Variants of Dutch or your own language
Thread poster: Gerard de Noord

Gerard de Noord  Identity Verified
France
Local time: 01:53
Member (2003)
German to Dutch
+ ...
Oct 19, 2016

To my dismay I just found out that support for language variants has changed. The possibility to specify one or more language variants in our profiles solved a delicate problem in the Dutch language pairs. Before, Belgians had to claim Flemish (sic) as their native target language to obtain jobs for their own Flemish market. Being Dutch speakers they also had to claim a second language, Dutch, to be considered for translations into Dutch.

This week I tried to point a very interesting client to a FR-FR into NL-BE translator on ProZ. I had no way to select NL-BE as a language variety. And I discovered that the whole idea of language variants somehow had silently vanished.

NL-NL and NL-BE are moving away from each other. The same or the contrary might be true for many other language variants. The possibility to declare one or more variants of a target language was very beneficial for the into Dutch language pairs. It also was very helpful for customers targeting Belgium or the Netherlands only.

There’s nothing wrong with language variants, let's have them back.

Cheers,
Gerard

[Edited at 2016-10-19 21:54 GMT]


 

Robert Rietvelt  Identity Verified
Local time: 01:53
Member (2006)
Spanish to Dutch
+ ...
Het is laat .... Oct 19, 2016

.... dus even geen antwoord, maar wel een vraagteken. Waarom in het Engels? Lijkt mij een Nederlands onderwerp. Hence my answer in Dutch.

 

Gerard de Noord  Identity Verified
France
Local time: 01:53
Member (2003)
German to Dutch
+ ...
TOPIC STARTER
Why in English? Oct 19, 2016

Because English has so many variants and into English translatos are affected too.

Cheers,
Gerard


 

Michael Beijer  Identity Verified
United Kingdom
Local time: 00:53
Member (2009)
Dutch to English
+ ...
seems to work here Oct 19, 2016

Gerard de Noord wrote:

To my dismay I just found out that support for language variants has changed. The possibility to specify one or more language variants in our profiles solved a delicate problem in the Dutch language pairs. Before, Belgians had to claim Flemish (sic) as their native target language to obtain jobs for their own Flemish market. Being Dutch speakers they also had to claim a second language, Dutch, to be considered for translations into Dutch.

This week I tried to point a very interesting client to a FR-FR into NL-BE translator on ProZ. I had no way to select NL-BE as a language variety. And I discovered that the whole idea of language variants somehow had silently vanished.

NL-NL and NL-BE are moving away from each other. The same or the contrary might be true for many other language variants. The possibility to declare one or more variants of a target language was very beneficial for the into Dutch language pairs. It also was very helpful for customers targeting Belgium or the Netherlands only.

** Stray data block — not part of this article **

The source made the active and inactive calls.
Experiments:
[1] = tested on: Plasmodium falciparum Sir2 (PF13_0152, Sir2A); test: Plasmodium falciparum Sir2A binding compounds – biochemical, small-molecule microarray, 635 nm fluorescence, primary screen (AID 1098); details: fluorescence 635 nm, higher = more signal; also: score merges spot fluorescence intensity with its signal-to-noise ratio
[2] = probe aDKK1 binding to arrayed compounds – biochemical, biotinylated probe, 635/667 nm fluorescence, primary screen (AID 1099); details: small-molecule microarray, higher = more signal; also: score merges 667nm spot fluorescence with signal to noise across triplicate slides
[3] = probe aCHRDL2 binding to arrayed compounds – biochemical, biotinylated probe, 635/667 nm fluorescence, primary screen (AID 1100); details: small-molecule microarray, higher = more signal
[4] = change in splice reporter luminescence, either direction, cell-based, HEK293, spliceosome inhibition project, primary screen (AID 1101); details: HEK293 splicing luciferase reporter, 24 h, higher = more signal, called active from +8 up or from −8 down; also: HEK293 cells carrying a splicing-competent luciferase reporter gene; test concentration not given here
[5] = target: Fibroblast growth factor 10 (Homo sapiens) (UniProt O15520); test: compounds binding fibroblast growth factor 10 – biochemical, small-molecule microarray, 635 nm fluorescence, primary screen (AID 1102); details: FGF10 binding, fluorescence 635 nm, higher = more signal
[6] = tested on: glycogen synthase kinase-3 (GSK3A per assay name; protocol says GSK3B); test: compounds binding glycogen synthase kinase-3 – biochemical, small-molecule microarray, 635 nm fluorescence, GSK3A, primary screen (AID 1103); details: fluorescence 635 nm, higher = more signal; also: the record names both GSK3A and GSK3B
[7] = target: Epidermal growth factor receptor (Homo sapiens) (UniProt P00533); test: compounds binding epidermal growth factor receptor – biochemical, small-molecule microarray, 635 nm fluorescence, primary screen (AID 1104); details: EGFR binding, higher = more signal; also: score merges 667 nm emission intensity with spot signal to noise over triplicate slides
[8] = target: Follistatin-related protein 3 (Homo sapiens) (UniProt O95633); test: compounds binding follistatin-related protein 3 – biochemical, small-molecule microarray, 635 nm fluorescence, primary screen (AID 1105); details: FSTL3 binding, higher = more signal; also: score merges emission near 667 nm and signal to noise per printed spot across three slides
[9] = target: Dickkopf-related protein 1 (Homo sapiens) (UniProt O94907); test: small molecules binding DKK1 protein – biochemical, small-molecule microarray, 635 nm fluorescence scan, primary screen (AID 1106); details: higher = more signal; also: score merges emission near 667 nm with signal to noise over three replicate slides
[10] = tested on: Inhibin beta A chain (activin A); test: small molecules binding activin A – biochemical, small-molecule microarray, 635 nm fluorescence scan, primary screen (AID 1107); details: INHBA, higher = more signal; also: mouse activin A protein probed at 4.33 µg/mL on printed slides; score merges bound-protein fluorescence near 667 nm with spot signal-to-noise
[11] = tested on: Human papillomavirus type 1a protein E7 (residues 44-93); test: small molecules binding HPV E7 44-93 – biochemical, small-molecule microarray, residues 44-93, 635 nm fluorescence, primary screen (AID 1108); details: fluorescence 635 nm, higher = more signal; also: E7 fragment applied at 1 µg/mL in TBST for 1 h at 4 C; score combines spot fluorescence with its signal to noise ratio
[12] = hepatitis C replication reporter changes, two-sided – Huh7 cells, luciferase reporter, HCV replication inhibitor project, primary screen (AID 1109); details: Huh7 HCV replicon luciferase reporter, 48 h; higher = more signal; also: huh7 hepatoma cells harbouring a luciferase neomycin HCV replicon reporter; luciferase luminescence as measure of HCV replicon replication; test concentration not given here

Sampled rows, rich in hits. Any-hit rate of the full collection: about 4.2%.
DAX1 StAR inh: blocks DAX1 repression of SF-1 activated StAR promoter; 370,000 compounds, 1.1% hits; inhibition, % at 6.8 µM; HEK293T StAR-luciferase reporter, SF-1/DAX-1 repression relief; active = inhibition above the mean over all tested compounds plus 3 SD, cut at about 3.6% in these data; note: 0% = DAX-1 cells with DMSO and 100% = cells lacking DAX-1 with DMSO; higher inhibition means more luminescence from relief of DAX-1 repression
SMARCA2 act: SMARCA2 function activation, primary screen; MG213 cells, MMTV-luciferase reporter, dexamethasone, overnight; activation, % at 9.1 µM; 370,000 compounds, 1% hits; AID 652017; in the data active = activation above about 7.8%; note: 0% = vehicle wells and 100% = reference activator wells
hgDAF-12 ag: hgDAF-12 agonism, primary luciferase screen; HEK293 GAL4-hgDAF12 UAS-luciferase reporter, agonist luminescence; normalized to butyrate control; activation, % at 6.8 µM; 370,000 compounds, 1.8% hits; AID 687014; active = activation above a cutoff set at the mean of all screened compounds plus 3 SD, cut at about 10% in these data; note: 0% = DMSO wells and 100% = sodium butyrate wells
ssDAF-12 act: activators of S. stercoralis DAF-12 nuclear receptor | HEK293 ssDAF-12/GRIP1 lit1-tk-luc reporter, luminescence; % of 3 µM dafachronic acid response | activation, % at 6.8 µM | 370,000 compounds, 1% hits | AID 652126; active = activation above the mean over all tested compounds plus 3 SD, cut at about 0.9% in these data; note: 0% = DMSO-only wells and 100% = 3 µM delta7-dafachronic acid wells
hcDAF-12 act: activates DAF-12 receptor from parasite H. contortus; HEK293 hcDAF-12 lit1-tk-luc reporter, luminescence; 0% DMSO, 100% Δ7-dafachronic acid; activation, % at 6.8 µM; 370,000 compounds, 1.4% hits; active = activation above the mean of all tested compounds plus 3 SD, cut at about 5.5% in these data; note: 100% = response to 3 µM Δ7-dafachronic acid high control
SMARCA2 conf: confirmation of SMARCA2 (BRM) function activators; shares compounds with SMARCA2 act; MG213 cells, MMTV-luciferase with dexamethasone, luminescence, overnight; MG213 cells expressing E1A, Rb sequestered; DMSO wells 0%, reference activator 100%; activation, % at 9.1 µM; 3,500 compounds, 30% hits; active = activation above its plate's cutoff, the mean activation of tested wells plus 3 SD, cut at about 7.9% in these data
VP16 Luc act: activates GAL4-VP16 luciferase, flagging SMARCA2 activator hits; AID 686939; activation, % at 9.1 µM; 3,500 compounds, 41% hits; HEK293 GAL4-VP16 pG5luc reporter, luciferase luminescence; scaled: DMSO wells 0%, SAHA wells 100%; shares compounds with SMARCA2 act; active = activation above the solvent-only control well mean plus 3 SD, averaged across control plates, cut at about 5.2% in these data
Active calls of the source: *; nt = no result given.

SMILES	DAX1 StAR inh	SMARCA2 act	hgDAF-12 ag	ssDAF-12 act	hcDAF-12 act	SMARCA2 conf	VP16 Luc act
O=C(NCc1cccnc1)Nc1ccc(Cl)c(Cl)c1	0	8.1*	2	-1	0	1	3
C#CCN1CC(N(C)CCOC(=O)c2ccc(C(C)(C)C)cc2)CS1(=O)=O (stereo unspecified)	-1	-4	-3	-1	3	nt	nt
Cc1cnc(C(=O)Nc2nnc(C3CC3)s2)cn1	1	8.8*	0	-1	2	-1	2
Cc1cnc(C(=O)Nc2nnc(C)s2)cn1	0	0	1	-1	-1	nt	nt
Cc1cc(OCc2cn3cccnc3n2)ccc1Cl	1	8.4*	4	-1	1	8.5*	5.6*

There’s nothing wrong with language variants, let's have them back.

Cheers,
Gerard

[Edited at 2016-10-19 21:54 GMT]


That's odd, I just tried to search for FR-FR > NL-BE translators, and it seems to still work. See e.g.: http://www.proz.com/translator-directory/?sp=directory&mode=filter&from=fra&to=.fl&type=na&skill_interpreting=Any&field=&distance=50&location=&latitude=&longitude=&country=&pair_emphasis=8&native=&cred=na&software=na&sdl_trados_cert_level=na&sdlx_cert_level=na&avail=na&expertise=working&keyword=&keyword_cv_checkbox=on&wwa=na&complete_profile=na&profile_last_updated=any&posted_wiwo_within_days=&search_form_action=y

I just selected:
Source language: French
Target language: Flemish

I do wish they'd merge the two "Dutches" in the term search interface though, as you always have to try both, just in case what your looking for is in the other one. It'd be much handier if you could search both Dutch and Flemish simultaneously @ http://www.proz.com/search/?es=1

Michael


 

philgoddard
United States
Member (2009)
German to English
+ ...
Why would you want them to be separate? Oct 19, 2016

If you're translating from Dutch to English like me, you're not really interested where the text comes from. And if you're working in the opposite direction, you can specify in your profile that you do one or both variants. Treating Dutch as two languages just makes life more complicated.

[Edited at 2016-10-19 22:26 GMT]


 

Merab Dekano  Identity Verified
Spain
Member (2014)
English to Spanish
+ ...
He translated into Dutch Oct 20, 2016

philgoddard wrote:

If you're translating from Dutch to English like me, you're not really interested where the text comes from. And if you're working in the opposite direction, you can specify in your profile that you do one or both variants. Treating Dutch as two languages just makes life more complicated.

[Edited at 2016-10-19 22:26 GMT]


He translates into Dutch. If you use the Dutch language that is spoken in the Netherlands in a leaflet that is going to be distributed in the Dutch-speaking part of Belgium, you will have customers making jokes, and vice versa.